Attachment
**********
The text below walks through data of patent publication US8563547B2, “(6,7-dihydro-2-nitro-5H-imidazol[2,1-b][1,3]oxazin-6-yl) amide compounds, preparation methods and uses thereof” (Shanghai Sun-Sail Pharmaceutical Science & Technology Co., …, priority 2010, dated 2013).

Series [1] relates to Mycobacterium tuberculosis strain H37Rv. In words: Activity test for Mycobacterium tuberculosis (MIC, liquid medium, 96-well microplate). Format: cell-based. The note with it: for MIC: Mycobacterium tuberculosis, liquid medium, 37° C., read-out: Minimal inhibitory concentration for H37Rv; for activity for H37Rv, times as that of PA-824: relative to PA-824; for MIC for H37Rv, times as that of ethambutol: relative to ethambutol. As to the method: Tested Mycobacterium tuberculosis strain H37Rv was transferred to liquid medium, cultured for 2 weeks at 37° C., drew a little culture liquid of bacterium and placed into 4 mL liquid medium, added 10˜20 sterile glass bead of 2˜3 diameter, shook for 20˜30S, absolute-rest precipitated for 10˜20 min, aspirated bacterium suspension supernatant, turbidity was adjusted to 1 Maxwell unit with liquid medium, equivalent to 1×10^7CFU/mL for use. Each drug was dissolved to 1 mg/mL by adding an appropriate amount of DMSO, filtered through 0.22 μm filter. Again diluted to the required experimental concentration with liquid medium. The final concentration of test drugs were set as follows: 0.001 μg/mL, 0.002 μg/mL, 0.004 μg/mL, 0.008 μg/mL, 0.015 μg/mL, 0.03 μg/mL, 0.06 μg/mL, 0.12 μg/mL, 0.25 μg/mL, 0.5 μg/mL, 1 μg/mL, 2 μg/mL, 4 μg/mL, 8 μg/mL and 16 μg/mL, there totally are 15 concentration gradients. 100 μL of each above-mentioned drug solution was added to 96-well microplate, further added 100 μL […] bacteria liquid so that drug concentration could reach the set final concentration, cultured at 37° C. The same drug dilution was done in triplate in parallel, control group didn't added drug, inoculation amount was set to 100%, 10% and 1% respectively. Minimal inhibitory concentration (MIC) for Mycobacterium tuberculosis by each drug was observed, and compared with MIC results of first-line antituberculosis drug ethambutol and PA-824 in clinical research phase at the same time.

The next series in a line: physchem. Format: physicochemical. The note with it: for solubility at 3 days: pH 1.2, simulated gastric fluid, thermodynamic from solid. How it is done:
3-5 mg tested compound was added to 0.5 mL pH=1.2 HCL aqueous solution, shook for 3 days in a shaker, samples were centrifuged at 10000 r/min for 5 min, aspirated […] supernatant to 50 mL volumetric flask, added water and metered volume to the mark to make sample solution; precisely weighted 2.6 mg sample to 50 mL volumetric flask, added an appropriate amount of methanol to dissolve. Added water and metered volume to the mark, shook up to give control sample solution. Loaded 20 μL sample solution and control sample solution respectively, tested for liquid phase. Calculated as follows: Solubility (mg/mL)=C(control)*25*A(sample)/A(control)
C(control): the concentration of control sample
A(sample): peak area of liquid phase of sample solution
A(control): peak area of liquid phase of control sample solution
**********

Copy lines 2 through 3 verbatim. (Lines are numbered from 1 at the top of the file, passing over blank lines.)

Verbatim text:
Series [1] relates to Mycobacterium tuberculosis strain H37Rv. In words: Activity test for Mycobacterium tuberculosis (MIC, liquid medium, 96-well microplate). Format: cell-based. The note with it: for MIC: Mycobacterium tuberculosis, liquid medium, 37° C., read-out: Minimal inhibitory concentration for H37Rv; for activity for H37Rv, times as that of PA-824: relative to PA-824; for MIC for H37Rv, times as that of ethambutol: relative to ethambutol. As to the method: Tested Mycobacterium tuberculosis strain H37Rv was transferred to liquid medium, cultured for 2 weeks at 37° C., drew a little culture liquid of bacterium and placed into 4 mL liquid medium, added 10˜20 sterile glass bead of 2˜3 diameter, shook for 20˜30S, absolute-rest precipitated for 10˜20 min, aspirated bacterium suspension supernatant, turbidity was adjusted to 1 Maxwell unit with liquid medium, equivalent to 1×10^7CFU/mL for use. Each drug was dissolved to 1 mg/mL by adding an appropriate amount of DMSO, filtered through 0.22 μm filter. Again diluted to the required experimental concentration with liquid medium. The final concentration of test drugs were set as follows: 0.001 μg/mL, 0.002 μg/mL, 0.004 μg/mL, 0.008 μg/mL, 0.015 μg/mL, 0.03 μg/mL, 0.06 μg/mL, 0.12 μg/mL, 0.25 μg/mL, 0.5 μg/mL, 1 μg/mL, 2 μg/mL, 4 μg/mL, 8 μg/mL and 16 μg/mL, there totally are 15 concentration gradients. 100 μL of each above-mentioned drug solution was added to 96-well microplate, further added 100 μL […] bacteria liquid so that drug concentration could reach the set final concentration, cultured at 37° C. The same drug dilution was done in triplate in parallel, control group didn't added drug, inoculation amount was set to 100%, 10% and 1% respectively. Minimal inhibitory concentration (MIC) for Mycobacterium tuberculosis by each drug was observed, and compared with MIC results of first-line antituberculosis drug ethambutol and PA-824 in clinical research phase at the same time.

The next series in a line: physchem. Format: physicochemical. The note with it: for solubility at 3 days: pH 1.2, simulated gastric fluid, thermodynamic from solid. How it is done: